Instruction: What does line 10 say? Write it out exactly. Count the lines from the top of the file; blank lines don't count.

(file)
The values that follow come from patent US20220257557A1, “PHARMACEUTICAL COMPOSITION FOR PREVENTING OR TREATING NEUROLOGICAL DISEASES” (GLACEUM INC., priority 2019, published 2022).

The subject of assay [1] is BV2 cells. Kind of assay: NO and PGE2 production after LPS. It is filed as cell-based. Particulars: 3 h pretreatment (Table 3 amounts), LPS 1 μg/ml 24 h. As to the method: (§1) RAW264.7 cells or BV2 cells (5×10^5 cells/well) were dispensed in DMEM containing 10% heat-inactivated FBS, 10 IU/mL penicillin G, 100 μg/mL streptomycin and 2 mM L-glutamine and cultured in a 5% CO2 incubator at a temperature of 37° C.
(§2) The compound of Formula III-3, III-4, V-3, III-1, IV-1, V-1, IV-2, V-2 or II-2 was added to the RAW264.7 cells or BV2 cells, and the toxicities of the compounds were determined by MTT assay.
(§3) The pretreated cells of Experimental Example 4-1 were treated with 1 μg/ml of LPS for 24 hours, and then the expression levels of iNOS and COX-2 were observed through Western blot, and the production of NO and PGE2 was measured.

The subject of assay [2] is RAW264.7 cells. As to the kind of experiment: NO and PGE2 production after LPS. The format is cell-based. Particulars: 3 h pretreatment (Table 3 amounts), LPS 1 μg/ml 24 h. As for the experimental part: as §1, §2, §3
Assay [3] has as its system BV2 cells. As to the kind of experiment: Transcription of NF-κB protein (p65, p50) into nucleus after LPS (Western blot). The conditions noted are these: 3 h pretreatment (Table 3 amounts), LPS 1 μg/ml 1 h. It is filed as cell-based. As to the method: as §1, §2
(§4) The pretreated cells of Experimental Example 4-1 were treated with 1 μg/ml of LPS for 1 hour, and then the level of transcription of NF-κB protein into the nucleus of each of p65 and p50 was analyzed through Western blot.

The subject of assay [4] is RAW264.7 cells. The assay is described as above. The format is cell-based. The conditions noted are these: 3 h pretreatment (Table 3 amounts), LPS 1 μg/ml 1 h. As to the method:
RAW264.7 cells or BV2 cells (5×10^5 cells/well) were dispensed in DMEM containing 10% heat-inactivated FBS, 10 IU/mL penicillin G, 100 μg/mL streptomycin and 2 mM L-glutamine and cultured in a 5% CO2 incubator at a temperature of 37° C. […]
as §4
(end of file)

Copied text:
as §4